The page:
Keeping them safe. Once you’ve asked the person you are concerned about if they are considering suicide and they respond ‘yes,’ the next step is to help keep them safe. Any action to keep them safe is key in this step, whether it be having them stay with you for a while, going to their house to check in, or worst case scenario, taking them to a hospital are all great options. As well as looking out for this person, make sure that they do not have a way to harm themselves. It is important to do what we call a risk assessment, asking the person if they have a specific plan on how they would end their lives, if they have what they would need to complete it, and if they have a specific timeframe in mind. Again, this may seem scary, but you are doing the right thing by being there and supporting them.
Being there. Being there for a friend or loved one experiencing suicidal thoughts or ideation is one of the best things that you can do. Simply telling the person that you care and are there for them will mean more to them than they can express. It may seem like they do not want support at first, but you are showing them that you truly care, and again, that can be a life-changer for that person. Whether it is physically being there for the person, talking to them over the phone until they have calmed down a little, or finding other ways to be there, as we will touch on in the next point, whatever you do is helpful.
Help them connect. It is so important to help a person considering suicide connect to positive resources around them. Just like my former youth leader did for me, she suggested I seek help. While she did not live in the same state at that time, she still reached out to me through the phone and helped me find resources, even from afar, including outpatient therapy, and other formal resources. There are so many helpful resources, and they are all just an internet search away. One of the most important resources is the National Suicide Prevention Lifeline, that has people to talk to 24/7, and you can reach them at 1-800-273-TALK (8255).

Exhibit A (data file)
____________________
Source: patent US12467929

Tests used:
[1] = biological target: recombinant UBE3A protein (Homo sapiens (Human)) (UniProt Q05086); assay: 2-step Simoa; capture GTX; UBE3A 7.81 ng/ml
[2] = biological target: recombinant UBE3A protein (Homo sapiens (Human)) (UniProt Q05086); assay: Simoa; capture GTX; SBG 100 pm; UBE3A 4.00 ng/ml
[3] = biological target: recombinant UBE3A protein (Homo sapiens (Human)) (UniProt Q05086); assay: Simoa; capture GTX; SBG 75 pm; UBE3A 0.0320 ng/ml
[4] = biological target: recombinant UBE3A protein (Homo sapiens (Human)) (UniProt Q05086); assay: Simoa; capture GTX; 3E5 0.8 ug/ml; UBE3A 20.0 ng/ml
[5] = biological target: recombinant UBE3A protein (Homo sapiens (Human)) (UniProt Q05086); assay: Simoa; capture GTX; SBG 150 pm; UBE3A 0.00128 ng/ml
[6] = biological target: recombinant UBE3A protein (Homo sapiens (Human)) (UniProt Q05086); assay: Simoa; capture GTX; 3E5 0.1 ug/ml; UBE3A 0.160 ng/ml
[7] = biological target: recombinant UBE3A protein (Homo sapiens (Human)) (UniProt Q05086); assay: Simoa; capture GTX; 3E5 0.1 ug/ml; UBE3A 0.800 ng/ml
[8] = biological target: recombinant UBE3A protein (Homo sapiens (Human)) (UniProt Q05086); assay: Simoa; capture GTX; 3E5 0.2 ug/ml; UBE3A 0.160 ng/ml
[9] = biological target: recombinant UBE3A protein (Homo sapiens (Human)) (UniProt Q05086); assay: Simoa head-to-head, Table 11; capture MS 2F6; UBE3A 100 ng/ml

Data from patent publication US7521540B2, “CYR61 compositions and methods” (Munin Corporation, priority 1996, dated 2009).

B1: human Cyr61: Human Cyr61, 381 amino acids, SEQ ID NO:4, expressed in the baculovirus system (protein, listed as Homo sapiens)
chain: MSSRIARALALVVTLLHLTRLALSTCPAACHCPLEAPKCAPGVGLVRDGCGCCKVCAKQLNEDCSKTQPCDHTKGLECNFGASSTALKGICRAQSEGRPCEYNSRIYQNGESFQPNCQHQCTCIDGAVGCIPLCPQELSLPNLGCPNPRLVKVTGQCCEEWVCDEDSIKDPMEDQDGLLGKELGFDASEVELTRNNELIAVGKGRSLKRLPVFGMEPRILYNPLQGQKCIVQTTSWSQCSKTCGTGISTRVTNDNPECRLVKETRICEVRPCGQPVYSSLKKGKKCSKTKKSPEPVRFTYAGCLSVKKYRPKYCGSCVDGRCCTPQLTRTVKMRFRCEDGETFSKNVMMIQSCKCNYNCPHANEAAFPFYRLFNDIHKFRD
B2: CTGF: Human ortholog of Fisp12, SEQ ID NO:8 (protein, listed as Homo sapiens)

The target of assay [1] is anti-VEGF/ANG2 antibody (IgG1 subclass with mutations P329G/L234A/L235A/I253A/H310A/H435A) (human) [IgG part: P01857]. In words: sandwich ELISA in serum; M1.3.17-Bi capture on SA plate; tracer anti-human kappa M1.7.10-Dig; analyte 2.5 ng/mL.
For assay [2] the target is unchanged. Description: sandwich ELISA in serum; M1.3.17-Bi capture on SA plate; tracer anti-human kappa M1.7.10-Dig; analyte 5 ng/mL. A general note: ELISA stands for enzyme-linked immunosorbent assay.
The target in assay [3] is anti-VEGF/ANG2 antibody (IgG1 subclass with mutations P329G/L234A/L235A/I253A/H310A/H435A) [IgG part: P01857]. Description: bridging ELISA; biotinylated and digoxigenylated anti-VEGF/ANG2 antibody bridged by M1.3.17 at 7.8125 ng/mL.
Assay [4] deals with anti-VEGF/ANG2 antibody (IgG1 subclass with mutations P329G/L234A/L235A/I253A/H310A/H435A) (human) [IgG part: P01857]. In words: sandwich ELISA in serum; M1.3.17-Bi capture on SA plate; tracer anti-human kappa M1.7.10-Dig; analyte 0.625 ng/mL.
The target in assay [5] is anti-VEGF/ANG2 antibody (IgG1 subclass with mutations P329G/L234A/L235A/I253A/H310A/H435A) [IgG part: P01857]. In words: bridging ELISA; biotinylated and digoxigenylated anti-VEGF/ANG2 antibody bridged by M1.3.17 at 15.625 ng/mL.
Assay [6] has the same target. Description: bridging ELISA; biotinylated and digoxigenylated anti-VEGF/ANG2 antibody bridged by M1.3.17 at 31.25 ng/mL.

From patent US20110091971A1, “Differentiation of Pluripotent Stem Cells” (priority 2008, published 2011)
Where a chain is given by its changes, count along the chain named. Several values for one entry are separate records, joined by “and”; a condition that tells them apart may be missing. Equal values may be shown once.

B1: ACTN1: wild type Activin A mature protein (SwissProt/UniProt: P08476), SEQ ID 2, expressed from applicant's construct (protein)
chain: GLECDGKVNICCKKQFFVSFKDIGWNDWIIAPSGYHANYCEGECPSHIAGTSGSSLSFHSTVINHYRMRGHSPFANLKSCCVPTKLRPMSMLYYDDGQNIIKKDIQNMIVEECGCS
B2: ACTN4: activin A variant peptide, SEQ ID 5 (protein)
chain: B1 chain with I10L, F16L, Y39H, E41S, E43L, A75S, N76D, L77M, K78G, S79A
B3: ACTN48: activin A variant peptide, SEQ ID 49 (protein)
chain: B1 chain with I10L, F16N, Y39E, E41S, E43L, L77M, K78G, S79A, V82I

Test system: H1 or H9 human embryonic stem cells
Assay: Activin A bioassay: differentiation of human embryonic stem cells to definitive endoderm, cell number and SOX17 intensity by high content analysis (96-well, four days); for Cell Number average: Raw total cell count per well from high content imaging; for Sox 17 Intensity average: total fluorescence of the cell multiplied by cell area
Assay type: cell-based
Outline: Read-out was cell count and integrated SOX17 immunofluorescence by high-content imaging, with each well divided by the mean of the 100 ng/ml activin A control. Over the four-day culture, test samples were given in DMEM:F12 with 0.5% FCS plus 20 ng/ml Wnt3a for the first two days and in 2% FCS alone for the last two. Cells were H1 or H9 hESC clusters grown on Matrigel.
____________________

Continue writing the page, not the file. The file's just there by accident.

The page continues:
Follow up. Following up to see how a friend or loved one is after expressing their thoughts of suicide is needed more than you may think. Following up shows a person that you care about them by checking back in with them. Ask them if the connections you have helped them make have been helpful, and continue to send encouraging text messages, or even call them every so often to check in on them. Checking in with a person considering suicide increases the chance of them opening up and trusting you to help support them in times of need.
These five steps can help you reach out and support a person going through a difficult time. If you are the person considering suicide, I strongly encourage you to reach out. I don’t know you or what you’re going through, but I do absolutely know how you feel. It is such a terrifying place to be in, but please know that you are not alone in this. There are people who care about you, and you were put on this earth for a specific purpose that no one else can fulfill. Seeking help is a challenge, no doubt, but you are worth the time and attention. You matter.